Have you made it easy and efficient for your doctors and nurses to document that discharge critera were met? If so, should the hospital be faulted for "poor quality" when a readmission occurs in the setting of an appropriate discharge?

What did these criteria look like in the paper world?  Here's an example)...


I would love to see lawmakers raise the bar to that kind of a question. Why? Because it leads to meaningful healthcare reform - direct incentives to treat these patients as outpatients aggressively post discharge.




Joe, you know this is my pet topic. Thanks for keeping this dialogue going. I still believe that until our payment models change, we'll always be acting on faith rather than facts.

You bet I do. Rehab and LTC in the loop, too.

Joe,
Excellent! We've been watching these inter-related issues as well — discharge planning and management, reimbursement and the lack thereof for bounce back admissions, increased visibility (thanks CMS), and the fact that we need a much better discharge safety net. Although you didn't say so, I will. This trend toward decreasing readmission rates is being driven by reimbursement. Are we putting a patch on a draconian system here, or is this just pure goodness?

Jack

Since I wrote this post less than 2 weeks ago, I've been informally asking many people expert in HCIT-

What do you think the national or your local readmission rate is?

Basic awareness is not there, in my experience with a small sample.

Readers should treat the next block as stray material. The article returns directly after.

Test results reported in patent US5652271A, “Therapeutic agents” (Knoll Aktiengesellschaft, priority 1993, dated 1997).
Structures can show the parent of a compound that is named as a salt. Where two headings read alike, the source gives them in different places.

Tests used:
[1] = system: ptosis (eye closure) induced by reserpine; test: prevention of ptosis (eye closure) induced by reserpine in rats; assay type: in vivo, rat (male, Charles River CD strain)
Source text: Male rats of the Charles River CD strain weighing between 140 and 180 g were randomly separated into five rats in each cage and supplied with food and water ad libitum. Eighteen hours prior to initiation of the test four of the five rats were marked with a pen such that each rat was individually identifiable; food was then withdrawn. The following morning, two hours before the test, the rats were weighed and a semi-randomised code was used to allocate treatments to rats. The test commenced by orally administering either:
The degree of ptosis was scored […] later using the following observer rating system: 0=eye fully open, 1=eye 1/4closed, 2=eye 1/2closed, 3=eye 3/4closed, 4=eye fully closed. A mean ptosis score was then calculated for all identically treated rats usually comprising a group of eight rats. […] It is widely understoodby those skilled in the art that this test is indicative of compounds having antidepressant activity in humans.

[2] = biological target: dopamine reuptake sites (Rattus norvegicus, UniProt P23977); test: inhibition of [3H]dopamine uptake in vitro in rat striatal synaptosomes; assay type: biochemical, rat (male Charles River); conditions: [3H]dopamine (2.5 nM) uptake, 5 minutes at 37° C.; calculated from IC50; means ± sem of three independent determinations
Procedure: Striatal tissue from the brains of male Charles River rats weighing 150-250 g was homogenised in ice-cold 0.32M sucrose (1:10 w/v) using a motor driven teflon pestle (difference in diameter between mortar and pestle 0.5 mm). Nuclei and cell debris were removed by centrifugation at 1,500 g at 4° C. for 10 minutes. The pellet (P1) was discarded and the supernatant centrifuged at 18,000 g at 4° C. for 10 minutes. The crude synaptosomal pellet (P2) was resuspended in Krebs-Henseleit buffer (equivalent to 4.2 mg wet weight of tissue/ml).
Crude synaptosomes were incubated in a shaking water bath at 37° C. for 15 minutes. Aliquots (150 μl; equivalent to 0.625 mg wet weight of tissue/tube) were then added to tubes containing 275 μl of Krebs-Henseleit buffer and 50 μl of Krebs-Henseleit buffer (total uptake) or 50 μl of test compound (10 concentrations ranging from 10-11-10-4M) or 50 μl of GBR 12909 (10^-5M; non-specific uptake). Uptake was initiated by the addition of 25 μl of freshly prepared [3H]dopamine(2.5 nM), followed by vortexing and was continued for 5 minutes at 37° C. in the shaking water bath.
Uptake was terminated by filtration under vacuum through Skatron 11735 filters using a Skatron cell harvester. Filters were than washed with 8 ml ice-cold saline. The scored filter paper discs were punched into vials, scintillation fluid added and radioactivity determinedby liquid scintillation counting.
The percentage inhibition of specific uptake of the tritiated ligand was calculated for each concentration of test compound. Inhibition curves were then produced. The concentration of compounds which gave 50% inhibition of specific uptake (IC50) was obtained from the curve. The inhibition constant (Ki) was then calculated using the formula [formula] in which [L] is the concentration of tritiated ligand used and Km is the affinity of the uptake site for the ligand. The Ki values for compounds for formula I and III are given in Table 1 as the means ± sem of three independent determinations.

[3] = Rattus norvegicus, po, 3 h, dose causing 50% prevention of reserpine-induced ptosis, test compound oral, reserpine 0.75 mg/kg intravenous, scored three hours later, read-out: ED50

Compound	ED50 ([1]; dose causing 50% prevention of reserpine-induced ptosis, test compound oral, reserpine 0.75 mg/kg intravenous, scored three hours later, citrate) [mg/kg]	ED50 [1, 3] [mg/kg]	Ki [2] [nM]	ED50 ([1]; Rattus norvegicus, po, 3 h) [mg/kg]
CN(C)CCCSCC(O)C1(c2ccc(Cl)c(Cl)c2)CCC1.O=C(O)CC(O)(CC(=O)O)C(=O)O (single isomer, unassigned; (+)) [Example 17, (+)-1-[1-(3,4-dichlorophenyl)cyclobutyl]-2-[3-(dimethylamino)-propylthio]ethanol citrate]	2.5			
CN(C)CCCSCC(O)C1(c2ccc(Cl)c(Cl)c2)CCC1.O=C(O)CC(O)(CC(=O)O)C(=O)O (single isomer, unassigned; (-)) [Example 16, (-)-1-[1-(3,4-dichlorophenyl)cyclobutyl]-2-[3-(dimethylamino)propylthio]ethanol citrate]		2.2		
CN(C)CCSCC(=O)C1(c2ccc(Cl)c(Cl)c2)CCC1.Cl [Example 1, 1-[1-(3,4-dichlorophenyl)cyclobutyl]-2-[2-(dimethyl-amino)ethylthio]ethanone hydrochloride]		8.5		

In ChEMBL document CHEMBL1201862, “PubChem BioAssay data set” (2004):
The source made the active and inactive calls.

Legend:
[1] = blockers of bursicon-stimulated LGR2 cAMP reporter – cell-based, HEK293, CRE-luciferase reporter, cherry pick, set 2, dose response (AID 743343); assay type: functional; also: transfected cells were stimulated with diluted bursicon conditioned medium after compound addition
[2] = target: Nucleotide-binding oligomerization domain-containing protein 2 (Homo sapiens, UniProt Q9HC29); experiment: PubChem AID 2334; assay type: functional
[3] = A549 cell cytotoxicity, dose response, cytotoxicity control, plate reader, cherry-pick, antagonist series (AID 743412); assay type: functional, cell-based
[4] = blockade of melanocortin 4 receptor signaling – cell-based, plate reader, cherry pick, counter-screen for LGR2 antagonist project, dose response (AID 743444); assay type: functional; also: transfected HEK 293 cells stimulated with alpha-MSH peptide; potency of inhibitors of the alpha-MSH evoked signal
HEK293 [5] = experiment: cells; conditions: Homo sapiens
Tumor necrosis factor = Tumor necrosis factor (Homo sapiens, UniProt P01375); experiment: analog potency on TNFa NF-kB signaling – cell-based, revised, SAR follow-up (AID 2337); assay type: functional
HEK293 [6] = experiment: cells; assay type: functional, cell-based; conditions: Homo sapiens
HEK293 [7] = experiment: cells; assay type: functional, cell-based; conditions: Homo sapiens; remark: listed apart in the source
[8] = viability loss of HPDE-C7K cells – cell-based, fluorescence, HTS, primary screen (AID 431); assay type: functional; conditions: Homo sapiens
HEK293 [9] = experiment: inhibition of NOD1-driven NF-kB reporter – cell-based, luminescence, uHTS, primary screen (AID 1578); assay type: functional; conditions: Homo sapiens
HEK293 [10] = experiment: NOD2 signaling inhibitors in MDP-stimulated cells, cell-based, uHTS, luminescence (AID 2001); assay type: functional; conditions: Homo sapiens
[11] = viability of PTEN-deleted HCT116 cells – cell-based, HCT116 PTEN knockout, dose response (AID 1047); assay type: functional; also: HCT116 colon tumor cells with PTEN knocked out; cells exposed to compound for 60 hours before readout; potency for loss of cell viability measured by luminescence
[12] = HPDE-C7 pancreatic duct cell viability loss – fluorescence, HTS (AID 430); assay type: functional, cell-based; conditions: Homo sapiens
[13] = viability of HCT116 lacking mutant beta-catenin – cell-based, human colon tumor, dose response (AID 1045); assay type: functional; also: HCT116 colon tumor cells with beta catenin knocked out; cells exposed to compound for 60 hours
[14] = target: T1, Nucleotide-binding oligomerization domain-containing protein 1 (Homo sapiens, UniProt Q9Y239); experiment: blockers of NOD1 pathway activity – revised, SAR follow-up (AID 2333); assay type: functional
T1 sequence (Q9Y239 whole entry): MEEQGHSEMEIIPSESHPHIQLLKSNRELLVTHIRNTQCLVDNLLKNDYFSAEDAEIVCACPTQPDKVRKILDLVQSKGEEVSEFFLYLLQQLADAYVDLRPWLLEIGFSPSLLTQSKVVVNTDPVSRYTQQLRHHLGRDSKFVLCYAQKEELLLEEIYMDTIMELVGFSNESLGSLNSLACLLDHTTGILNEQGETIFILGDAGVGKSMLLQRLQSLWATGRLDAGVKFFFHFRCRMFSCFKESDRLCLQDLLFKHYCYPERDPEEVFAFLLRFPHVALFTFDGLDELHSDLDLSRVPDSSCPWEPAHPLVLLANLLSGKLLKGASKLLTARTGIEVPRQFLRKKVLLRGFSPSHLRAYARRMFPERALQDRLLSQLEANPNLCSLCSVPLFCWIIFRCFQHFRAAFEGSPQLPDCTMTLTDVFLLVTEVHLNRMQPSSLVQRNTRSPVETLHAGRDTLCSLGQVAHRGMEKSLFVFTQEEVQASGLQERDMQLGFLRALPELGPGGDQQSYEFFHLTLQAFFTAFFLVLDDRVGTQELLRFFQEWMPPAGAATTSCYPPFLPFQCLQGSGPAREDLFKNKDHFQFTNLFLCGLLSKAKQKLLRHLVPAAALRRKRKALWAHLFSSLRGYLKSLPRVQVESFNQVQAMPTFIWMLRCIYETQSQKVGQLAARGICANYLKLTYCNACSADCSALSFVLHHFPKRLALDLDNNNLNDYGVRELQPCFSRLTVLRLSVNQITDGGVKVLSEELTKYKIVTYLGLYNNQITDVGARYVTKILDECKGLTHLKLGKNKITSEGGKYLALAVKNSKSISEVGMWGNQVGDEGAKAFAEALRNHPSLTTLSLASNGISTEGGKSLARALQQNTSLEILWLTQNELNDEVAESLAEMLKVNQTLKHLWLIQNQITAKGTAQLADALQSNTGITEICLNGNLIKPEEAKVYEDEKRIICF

Like Anthony's post, Adrift in PolicyLand, what this means is that despite the meaningful use discussions going on relative to ARRA-HITECH, we seem to be missing the fundamental quality dimension to healthcare improvement. Granted, readmission rate can be a coarse measure, it does speak loudly about access to post-discharge care and how it's structured. If this is any indication, the extensive policy debate going on is not going well.

Jack,

Thanks for the kind words.

As you know, there is an acceptable rate to take a patient to the OR to discover that they don't have an appendicitis. If 100% of your patients have an appendicitis, you almost certainly were too conservative and missed patients.

With that kind of logic, you have to ask. what is the correct rate of re-admissions? Are they always a sign of poor quality (the number is always too high)?

Conversely, could a low re-admission rate signal other quality problems?

The appropriate rate depends on the medical condition and patient population. Self-pay patients with poor outpatient care access or poor compliance behaviors may have higher re-admission rates than patients with access to excellent out-patient resources. Does this reflect on the in-patient care organization?

The post discharge care may or may not be reimbursed so it may result in cost shifting back to the hospitals that have operating margins insufficient to invest in services and related technology. So, it's complicated. That said, I think it's absolutely the right question.

Once we've assured that the discharge decision was reasonable and the post discharge services are adequate, it doesn't seem fair and reasonable to deny payments for readmission.

Thanks for asking. I think you're thinking about this correctly.

I welcome other perspectives on this important topic.

Joe Bormel

Healthcare IT Consutant

Joe Bormel

@jbormel